Here's a little tutorial about how much is useful considering the use of vector techniques even while you're painting. My latest painting had to have a retro feel, also the lingerie of the model was typically vintage, with large bra cups decorated by concentric stitching. To better design the structure of the bra, I thought of using vectors. Here are steps of the process:
Crop the area you are interested in pencil drawing.
Import it in your vectorial application. I use Freehand but I think that anything can be done in Illustrator as well.
Place it in the background layer, to view it as through a veil.
Draw with the circle tool the two wider ellipse of the bra cups.
Then trace the upper smallest ones.
Select the two ellipses of the same cup, the largest and the smallest.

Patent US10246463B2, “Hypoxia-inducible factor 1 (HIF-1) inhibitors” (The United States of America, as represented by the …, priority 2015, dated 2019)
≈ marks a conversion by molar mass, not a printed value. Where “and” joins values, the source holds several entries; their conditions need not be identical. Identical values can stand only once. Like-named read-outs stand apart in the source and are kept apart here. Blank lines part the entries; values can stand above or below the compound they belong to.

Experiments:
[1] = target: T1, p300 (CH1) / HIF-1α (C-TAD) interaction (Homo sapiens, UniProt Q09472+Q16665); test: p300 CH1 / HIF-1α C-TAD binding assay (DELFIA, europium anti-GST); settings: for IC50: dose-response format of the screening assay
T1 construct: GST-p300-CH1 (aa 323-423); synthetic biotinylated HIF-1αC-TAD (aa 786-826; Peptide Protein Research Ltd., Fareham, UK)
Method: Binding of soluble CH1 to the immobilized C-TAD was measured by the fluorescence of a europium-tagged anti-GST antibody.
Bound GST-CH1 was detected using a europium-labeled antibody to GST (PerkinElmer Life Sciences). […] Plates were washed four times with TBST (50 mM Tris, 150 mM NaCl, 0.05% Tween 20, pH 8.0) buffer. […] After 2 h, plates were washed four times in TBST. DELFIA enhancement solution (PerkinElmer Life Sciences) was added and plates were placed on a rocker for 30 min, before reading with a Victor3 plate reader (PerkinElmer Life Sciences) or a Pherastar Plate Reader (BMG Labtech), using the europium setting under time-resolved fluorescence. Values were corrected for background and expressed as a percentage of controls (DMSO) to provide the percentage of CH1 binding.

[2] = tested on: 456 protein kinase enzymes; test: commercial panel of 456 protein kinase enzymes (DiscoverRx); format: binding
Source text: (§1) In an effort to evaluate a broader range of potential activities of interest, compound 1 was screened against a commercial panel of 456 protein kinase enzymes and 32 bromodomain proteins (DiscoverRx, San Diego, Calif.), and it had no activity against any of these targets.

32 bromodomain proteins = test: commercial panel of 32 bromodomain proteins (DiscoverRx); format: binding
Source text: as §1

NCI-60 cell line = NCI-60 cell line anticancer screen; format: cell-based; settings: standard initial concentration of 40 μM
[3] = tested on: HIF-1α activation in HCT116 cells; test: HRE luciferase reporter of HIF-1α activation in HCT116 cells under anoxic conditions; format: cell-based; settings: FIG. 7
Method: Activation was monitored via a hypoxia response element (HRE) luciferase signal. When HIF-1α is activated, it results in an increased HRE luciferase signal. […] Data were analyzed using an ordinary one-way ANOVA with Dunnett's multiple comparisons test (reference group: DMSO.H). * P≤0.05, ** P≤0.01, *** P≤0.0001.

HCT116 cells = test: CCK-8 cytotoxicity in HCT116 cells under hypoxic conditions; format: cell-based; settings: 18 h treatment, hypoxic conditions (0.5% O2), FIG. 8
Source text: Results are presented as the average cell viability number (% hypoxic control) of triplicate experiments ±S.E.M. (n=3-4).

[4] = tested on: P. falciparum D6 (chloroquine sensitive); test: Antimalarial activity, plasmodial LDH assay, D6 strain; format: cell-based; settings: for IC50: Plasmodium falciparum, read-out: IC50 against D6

Do a fusion between them.
Select the two ellipses of the other cup.
Select the first fusion and adjust the proper number of steps.
The same for the second one.
Please notice that this feature allows you to adjust the initial arrangement, by selecting the upper smallest ellipse within each fusion and moving it as you like.
Once you're satisfied, remove the pencil draw.
Then exports the two fusions as an EPS file. The size is already exact, just open the EPS file with Photoshop at the same resolution of your painting and you will get lines on a transparent background, ready to be applied to a new layer of your painting.
In this case, there is need to delete lines in the orange area, and adjust them manually with a fine brush in the yellow area.
And this is the result. What I like about these synergies between applications is that the process is also useful even if you're painting with traditional techniques. For many years I have worked with traditional media and, when the computer appeared, doing commercial work, I often had many benefits from this mix of techniques to get the results I was looking for.
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